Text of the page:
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The Laughter of Toddlers

Our sense of humor takes a giant stride forward just as we do.

Key points

  • What we find amusing, and to what degree, differs between individuals but also changes over the course of our own lives.
  • Laughter requires an understanding of goals and limitations, so we’d expect the range of things that amuse would increase over time.
  • As we transition from infant to toddler, cognitive developments help us to better distinguish vulnerabilities from the normal or deficient.

Scholars interested in laughter have long wondered why people differ in what they find amusing, not only compared to others but also over time as they grow from infant to adult. Having discussed the laughter of infancy in my previous post, here I submit some personal observations about how a toddler’s sense of humor blossoms in every possible way.

The Expanding Breadth of a Toddler’s Laugh Response

Between the ages of 1 and 3 years, children accelerate their development of life skills beneath the protective eye of close family and caregivers. Physically, they are completing the transition from creeping and crawling to walking, running, and climbing, and becoming increasingly adept at manipulating objects with their hands. This, of course, is not an overnight process. Toddlers will stumble and fall while attempting to walk and fail to grasp a toy in the precise way needed. As they progress, young children develop new standards for the kinds of setbacks that constitute expressions of physical vulnerability in the areas of coordination, strength, and agility.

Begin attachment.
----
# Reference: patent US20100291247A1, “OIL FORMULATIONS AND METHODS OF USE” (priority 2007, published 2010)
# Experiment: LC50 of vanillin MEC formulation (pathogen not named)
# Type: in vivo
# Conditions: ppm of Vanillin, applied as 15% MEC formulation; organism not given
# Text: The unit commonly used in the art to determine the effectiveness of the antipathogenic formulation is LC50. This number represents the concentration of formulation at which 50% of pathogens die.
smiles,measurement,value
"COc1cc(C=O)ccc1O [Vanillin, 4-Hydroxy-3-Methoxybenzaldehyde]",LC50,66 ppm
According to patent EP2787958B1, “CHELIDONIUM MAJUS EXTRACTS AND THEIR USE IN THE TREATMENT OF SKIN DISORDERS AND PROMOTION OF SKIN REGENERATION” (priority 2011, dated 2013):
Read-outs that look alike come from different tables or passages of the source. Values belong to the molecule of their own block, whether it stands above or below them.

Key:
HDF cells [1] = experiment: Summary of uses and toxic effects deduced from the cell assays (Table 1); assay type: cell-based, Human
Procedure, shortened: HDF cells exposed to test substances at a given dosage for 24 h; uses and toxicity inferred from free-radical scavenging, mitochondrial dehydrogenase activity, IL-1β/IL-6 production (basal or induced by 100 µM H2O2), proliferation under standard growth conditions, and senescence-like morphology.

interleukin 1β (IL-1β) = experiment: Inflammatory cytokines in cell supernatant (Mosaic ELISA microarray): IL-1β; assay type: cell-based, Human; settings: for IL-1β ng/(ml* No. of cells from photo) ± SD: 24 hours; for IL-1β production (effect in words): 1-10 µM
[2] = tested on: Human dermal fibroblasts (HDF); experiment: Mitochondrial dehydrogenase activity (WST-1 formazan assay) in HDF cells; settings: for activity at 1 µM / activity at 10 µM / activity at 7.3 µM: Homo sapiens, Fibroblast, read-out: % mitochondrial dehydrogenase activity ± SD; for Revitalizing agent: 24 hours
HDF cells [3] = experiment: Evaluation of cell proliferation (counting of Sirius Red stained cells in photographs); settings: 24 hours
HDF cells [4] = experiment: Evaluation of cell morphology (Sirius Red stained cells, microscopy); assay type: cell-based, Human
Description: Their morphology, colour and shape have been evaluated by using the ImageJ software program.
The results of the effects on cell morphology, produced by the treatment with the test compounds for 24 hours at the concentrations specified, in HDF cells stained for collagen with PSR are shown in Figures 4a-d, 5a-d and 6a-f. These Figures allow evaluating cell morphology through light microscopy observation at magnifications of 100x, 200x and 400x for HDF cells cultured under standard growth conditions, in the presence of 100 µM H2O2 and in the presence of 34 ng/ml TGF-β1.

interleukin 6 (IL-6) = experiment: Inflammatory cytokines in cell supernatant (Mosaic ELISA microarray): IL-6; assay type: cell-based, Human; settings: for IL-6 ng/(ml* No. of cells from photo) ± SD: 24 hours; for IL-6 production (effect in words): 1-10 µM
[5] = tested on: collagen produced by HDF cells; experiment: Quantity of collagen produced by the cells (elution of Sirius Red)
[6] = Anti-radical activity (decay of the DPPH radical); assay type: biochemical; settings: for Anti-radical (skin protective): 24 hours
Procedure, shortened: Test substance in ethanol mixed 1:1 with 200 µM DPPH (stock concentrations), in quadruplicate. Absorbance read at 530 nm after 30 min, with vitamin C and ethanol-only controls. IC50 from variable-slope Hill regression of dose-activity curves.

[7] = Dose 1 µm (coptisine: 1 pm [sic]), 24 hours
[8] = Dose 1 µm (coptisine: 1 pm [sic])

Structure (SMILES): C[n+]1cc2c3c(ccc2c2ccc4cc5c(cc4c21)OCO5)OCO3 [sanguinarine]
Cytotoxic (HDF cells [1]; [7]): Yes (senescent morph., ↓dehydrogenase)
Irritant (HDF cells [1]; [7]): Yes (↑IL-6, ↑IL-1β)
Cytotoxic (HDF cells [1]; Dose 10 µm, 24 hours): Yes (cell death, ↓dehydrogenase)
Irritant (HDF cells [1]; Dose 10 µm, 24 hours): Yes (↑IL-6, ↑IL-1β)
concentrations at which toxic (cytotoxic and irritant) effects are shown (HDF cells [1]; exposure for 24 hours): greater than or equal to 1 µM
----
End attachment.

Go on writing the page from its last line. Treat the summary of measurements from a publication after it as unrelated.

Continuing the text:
• Physically and emotionally: Toddlers are also evolving emotionally. Increasing independence means a greater appreciation for—and control over—emotional drives. They become more aware of the types and intensities of emotions that will best serve them in particular circumstances and, as a result, become more conscious of deviations. They can be scared into a bout of laughter if their initial fear is subsequently deemed unwarranted (for example, a startled reaction to a caretaker’s playful attack). And they can be excited into laughter when their reaction seems greater than a situation might have called for (perhaps the initial scream of delight in getting a puppy on their birthday). Playful chases, in which laughter seems to thrive, are a mixture of tempered fear responses and barely controlled excitement.